Comic Recommendation: Chew

This article took me a while to properly digest, pun intended. I don’t think that there is a comic series that I’ve re-read as many times as I have with Chew. Over 60 issues John Layman and Rob Guillory take readers on one of the most creative, food-inspired, heartbreaking rides in all of comics. With the series recently wrapping up, I wanted to take a few minutes to share my thoughts on one of my favorite series of the last 5 years. I’m going to try to keep from diving into spoiler territory too much, but consider this your warning.

What you need to know.

Tony Chu is a a police officer, he’s also a Cibopath. That means whenever he eats something he can tell you its history. Like say he eats an apple. He can tell you about the tree it came from the chemicals that were used on it etc. Or he could eat a hamburger and get an entirely different experience. This isn’t a spoiler. Oh also there was some sort of Avian Flu plague that killed millions of people around the world and now Chicken is illegal. This is the world that we’re introduced to in the first issue. Before I forget, Beets. Beets are the one food that Tony can eat that don’t cause his powers to manifest. That plays a seemingly important role throughout the series.

Tony isn’t alone in his food-related powers and as the series progresses we are introduced to a cornacopia of characters, each with their own unique abilities. Wikipedia lists 29 different ones, I wouldn’t be surprised if there are actually more. These include the ability to tell stories through food, make functioning weapons out of chocolate or become super strong by eating specific foods. When we start out Tony tries to hide his abilities, but by the end of the first issue his ability becomes known and actually lands him a job with the FDA, which is now the most powerful organization in the U.S.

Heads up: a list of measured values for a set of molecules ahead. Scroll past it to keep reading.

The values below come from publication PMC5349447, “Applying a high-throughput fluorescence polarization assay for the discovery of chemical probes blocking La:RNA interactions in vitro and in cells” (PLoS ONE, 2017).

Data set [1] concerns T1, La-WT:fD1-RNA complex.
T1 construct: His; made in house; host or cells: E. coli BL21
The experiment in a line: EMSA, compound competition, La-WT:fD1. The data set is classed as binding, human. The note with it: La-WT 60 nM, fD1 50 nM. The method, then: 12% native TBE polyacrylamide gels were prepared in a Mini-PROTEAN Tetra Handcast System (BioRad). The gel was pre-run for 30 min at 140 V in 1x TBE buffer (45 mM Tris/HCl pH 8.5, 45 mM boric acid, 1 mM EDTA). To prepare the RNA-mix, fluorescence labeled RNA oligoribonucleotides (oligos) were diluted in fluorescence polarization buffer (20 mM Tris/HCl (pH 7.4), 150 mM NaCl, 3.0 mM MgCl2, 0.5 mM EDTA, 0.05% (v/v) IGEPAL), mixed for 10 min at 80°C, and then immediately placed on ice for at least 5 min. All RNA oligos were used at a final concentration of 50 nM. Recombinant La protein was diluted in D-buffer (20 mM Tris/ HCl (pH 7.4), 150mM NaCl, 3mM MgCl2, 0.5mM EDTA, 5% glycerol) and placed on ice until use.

The over-arching story line is Tony trying to find out what caused the Avian Flu, or if it was even real as chicken prohibition is an issue around the globe with many people thinking that the government is hiding the truth. He’s joined in this crusade by John Colby, Chu’s partner on the police force who eventually joins him at the FDA and Mason Savoy, another cibopath who has other food-related abilities as well. Together and separately these three travel the globe searching for information about the plague that among others killed Savoy’s wife.

That’s as much as I can get into without spoiling any major plot points. Let’s just say that nearly everything and everyone we are introduced to in the series is connected in one form or another. I mentioned at the start of the article that I’ve re-read this series quite a few times now. A big reason for this is that there are so many details that you can’t get it all in one reading.

What makes Chew so good.

One of the things that I really like about Chew is that they knew, seemingly from day one, that this was going to be a 60 issue run. That meant they were able to map out the story and have everything wrap up nicely. Also there weren’t any issues that were “filler” for lack of a better term. Layman and Guillory working together on the whole series was also a huge plus in my opinion. I think that the best comic series come when the writer and the artist get to have a long run together. This doesn’t mean that this is the best for every comic series, but it really works well here as the story and the art compliment each other so well. I think it would have been really jarring if this would have changed somewhere during the run.

Speaking of the art, this series has a style that is all its own. It has a very distinct feel but the portrayal of each of the characters is unique. I really liked that each of them got kind of their own “color scheme” to work with. Plus the little puns, jokes and food references that are dropped in throughout the book. Man I swear every issue has at least 4-5 “Easter Eggs”.

All good things must come to an end, and I wasn’t as sad as I thought I would be after reading the last issues of Chew. Not giving anything away, but to me it felt like they left the door wide open for a spin off. Also apparently there is an animated film in the works starring Felicia Day and David Tennant. So I’ve got that to look forward to someday. If you’re looking for a very funny comic with great art and an amazing story, I’d definitely recommend Chew.

That’s it from me. What do you think? Have you read Chew? Let me know in the comments.

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